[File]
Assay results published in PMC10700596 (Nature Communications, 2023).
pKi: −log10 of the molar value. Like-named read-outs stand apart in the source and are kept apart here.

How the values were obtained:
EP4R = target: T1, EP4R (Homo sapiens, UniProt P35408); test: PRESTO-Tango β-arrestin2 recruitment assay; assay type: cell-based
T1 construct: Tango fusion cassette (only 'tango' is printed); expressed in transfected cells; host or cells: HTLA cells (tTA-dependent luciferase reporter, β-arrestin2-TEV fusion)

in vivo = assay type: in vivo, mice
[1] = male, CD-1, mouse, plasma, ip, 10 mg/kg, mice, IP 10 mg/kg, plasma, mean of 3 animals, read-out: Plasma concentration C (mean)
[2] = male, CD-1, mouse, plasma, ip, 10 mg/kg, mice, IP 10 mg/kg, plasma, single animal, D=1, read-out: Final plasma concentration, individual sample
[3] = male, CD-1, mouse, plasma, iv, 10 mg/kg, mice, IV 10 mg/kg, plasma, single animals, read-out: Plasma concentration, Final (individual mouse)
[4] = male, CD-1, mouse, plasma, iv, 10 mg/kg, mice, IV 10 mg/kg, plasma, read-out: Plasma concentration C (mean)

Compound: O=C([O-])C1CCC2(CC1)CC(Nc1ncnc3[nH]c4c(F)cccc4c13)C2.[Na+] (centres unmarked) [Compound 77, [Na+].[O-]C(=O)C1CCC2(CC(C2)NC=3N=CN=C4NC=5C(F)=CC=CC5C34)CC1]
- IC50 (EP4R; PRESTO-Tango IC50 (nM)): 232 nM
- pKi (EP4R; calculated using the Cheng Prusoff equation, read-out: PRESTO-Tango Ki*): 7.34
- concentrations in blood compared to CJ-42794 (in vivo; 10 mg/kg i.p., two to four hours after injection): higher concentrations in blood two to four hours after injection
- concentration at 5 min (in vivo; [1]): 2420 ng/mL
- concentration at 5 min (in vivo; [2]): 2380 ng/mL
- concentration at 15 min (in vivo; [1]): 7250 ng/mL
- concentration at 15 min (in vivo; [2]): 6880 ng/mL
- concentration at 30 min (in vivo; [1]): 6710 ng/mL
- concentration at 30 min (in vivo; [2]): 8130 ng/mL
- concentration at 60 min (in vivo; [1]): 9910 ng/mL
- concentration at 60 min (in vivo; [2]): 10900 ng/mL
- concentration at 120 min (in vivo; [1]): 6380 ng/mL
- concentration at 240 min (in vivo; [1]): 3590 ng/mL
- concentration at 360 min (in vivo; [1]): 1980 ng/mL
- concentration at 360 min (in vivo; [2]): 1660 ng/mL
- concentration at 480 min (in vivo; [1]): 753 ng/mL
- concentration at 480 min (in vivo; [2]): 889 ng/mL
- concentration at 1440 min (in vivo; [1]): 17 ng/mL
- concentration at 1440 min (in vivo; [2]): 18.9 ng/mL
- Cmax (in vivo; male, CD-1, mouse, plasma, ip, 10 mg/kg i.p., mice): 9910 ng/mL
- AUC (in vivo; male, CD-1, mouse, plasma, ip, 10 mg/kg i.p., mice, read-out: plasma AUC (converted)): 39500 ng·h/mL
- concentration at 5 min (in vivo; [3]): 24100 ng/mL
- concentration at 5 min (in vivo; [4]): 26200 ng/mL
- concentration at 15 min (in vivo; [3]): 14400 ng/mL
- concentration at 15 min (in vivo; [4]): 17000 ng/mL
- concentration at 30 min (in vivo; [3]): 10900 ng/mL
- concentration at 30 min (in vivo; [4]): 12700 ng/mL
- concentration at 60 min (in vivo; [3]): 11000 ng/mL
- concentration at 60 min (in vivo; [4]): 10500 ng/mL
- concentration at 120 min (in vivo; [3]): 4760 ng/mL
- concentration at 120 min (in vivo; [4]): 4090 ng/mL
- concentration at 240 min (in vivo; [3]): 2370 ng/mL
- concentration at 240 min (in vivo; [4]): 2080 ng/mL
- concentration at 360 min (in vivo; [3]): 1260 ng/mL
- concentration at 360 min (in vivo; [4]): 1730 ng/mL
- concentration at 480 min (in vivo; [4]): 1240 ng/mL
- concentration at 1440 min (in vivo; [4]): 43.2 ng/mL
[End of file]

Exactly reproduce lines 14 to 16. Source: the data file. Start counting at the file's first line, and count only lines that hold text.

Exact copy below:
- concentrations in blood compared to CJ-42794 (in vivo; 10 mg/kg i.p., two to four hours after injection): higher concentrations in blood two to four hours after injection
- concentration at 5 min (in vivo; [1]): 2420 ng/mL
- concentration at 5 min (in vivo; [2]): 2380 ng/mL